It’s a fact that “Dance Fitness” or “Dance-Based Fitness” group exercise classes are more popular than ever.
Health clubs, leisure groups and dance schools are adding these alternative classes to their timetables due to popular demand.
Dance-based fitness classes bring the world of fitness and dance together and capture a market of clientele who recognize the importance of both mental and physical health benefits.
Attending a regular group exercise Dance Fitness class builds strength, increases stamina, reduces stress, improves co-ordination and confidence, provides social interaction, develops flexibility and boosts weight loss.
So whether it’s the fun social interaction, exercising without knowing you are exercising or the stimulation and feeling of achievement of learning a dance skill that you’ve always wanted to do or used to enjoy as a child… whatever interests or excites you, this phenomenon works.
The fitness industry is making room and the dance world is welcoming this alternative dance class into their world. Each programme adds its own flavour, colours and groove and let’s face it, we have some super-cool fusions on the market.
Fit4Tap is an alternative dance fitness programme that brings the combination of fitness and a specialised dance skill together through rhythm and beat. A fun and funky way to learn to tap dance whilst keeping fit at the same time.
It has a unique format that is music-led, incorporating tap step and choreography breakdowns working towards set routines. Fit4Tap installs confidence and works towards achieving goals of both mental and physical fitness – a fun and social group exercise class that is suitable for beginner and refresher tappers.
The birth of Fit4Tap
Sue Allen Hudson, founder and director of Fit4Tap, saw a niche in the market for a tap dance fitness class in 2015 and started teaching her already established clientele the Fit4Tap programme.
By January 2019, Fit4Tap was endorsed by REPs’ independent endorsement provider PD:Approval and the Fit4Tap training programme was established. The Fit4Tap Level 1 Workout Programme offers 12 REPs CPD points on completion.
Being endorsed gave Sue the opportunity and support to firstly cement and establish the Fit4Tap programme, which in turn gave her the confidence to go forward and expand the company.
Trained as a dancer, Sue went on to perform professionally in musicals and commercial dance on stage and television. Her first taste of teaching a dance fitness class was when she was asked to cover an Exercise to Music class at her local London gym 15 years ago. This opened up an opportunity to teach weekly street-jazz dance fitness classes in various North London health clubs.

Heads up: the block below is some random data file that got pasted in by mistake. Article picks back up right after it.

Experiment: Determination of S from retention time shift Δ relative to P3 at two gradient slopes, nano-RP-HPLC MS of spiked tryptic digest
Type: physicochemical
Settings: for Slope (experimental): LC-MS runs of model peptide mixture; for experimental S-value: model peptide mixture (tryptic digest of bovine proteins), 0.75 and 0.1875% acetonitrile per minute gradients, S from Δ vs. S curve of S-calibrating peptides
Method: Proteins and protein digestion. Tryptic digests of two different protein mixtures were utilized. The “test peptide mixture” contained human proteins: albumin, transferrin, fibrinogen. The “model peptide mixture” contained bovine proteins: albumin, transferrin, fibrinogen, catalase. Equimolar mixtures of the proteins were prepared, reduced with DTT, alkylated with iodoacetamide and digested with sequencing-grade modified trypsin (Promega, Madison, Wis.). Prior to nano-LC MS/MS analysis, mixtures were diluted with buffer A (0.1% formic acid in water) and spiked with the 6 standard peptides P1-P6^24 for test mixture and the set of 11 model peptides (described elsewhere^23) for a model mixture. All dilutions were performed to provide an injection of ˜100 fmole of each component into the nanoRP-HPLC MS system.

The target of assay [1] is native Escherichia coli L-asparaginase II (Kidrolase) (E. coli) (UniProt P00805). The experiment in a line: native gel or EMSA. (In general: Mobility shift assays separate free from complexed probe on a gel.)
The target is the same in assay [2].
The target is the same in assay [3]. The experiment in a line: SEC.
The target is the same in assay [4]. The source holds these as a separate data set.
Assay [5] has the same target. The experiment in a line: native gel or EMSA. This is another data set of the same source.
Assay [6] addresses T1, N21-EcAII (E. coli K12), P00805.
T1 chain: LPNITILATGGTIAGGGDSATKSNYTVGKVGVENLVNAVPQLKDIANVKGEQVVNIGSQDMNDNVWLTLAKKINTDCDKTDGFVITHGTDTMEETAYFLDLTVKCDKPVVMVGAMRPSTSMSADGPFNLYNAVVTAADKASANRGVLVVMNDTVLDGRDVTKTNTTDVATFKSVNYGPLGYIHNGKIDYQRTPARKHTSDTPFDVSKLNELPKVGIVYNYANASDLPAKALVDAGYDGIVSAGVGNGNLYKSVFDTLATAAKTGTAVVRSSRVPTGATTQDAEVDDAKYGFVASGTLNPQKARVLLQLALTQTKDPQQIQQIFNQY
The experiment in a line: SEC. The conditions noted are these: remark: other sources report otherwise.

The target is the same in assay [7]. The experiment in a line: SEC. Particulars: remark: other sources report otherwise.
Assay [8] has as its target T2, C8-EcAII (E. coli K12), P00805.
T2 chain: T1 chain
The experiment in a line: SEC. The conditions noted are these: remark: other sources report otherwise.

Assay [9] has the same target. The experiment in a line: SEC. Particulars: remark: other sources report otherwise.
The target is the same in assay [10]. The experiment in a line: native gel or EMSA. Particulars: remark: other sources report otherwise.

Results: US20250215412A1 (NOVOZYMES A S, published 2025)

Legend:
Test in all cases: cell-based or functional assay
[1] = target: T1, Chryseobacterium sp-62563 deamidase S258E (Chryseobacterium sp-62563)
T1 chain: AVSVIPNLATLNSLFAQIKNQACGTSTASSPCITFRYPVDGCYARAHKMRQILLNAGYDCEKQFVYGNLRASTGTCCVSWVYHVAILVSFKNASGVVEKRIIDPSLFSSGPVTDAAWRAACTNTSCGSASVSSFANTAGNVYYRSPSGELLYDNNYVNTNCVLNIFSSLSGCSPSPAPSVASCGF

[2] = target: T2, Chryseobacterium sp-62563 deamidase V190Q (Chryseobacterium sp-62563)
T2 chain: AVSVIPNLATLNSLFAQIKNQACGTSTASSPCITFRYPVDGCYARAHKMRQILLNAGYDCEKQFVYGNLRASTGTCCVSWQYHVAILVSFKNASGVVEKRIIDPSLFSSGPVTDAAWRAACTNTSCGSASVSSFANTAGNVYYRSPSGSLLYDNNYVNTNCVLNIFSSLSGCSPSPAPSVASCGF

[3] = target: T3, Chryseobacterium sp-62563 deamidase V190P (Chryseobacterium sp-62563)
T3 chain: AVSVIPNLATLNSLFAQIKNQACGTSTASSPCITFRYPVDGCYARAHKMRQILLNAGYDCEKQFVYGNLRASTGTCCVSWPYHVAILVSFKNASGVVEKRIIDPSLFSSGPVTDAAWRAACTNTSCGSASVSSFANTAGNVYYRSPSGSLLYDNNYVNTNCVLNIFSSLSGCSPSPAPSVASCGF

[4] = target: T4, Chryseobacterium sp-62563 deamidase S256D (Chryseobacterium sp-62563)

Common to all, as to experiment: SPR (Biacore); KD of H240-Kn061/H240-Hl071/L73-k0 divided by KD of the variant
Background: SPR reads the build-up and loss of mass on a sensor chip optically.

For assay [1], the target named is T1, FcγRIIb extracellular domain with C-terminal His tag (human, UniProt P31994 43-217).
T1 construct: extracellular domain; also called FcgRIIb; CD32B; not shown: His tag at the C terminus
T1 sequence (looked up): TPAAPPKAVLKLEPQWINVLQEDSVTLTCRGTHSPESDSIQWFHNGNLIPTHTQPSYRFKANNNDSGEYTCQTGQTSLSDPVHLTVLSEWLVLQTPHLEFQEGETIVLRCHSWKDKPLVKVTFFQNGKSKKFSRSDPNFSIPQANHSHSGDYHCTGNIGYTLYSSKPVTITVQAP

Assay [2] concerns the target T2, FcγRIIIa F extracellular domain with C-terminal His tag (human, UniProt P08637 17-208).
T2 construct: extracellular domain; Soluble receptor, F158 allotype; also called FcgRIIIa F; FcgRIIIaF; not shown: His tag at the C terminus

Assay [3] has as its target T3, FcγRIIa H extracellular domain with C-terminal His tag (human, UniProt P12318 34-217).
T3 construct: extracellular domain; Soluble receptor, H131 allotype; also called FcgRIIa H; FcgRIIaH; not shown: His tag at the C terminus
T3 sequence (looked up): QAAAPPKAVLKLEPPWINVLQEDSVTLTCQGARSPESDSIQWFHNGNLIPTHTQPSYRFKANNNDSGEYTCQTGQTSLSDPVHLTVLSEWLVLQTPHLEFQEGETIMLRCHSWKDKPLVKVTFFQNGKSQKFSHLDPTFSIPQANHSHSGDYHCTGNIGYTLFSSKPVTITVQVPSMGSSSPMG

To some, the thought of going into a dance school to learn a dance skill can be intimidating and daunting, but by bringing dance into an environment that people are comfortable in, with the added fusion of ‘fitness fun’, makes it a winning combination.
Music is the first ingredient to consider when creating a dance fitness programme, and when combined with good choreography – mixed in with a well-studied and executed dance skill – these perfectly balanced ingredients promise a top programme that guarantees a head-to-toe workout.
Health benefits of a dance skill
Tap dance is a great form of exercise and beneficial to health and well-being in so many ways. A full-body workout increases cardiovascular conditioning, strengthens the body’s core muscles, improves agility, flexibility, stamina and coordination and burns approximately 315 calories per hour.
Tap dance steps and combinations build strength in the legs and feet in addition to increasing flexibility in the hips, knees and ankles. And tap is great way of toning your lower-body muscles by optimising the thighs and quads. As tap requires a lot of weight shift, it also improves balance, coordination and core control, giving better posture, less back pain and less chance of injury from tripping or falling.
Tap dance strengthens bones by increasing bone mass and improving muscle strength, which can be especially helpful for those at risk of low bone density, and can ward off or slow down the progression of osteoporosis.
Cognitive abilities are also enhanced, boosting brainpower, as tap dancers must develop both mental and muscle memory to become proficient at tapping.
Lastly, tap is all about rhythm and beat, a conversation expressed through the feet originating from African dancers in early America.
Little wonder that tap dance – which is normally associated with the well-known greats such as early Broadway tappers Fred Astaire and Gene Kelly, to Hoofers like Sammy Davis Jr and Gregory Hines – is now making a fashionable comeback in various different forms and is inclusive of all ages and backgrounds.
It is important to know the true history of where tap began and recognise the original tap legends, which you can do here.
And for more information on Fit4Tap training courses and workshops, visit the PD:Portal.